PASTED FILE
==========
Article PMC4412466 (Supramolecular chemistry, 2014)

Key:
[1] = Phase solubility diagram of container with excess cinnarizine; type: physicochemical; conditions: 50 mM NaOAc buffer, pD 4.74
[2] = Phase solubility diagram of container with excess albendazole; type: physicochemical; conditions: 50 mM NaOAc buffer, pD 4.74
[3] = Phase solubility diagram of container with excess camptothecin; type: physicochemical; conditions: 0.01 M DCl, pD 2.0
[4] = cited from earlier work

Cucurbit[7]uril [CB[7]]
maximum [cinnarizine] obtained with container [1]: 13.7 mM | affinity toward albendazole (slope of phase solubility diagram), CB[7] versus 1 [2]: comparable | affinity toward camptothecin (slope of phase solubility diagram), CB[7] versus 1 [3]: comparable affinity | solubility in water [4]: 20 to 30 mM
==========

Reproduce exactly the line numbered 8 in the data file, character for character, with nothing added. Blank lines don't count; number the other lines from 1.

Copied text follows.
maximum [cinnarizine] obtained with container [1]: 13.7 mM | affinity toward albendazole (slope of phase solubility diagram), CB[7] versus 1 [2]: comparable | affinity toward camptothecin (slope of phase solubility diagram), CB[7] versus 1 [3]: comparable affinity | solubility in water [4]: 20 to 30 mM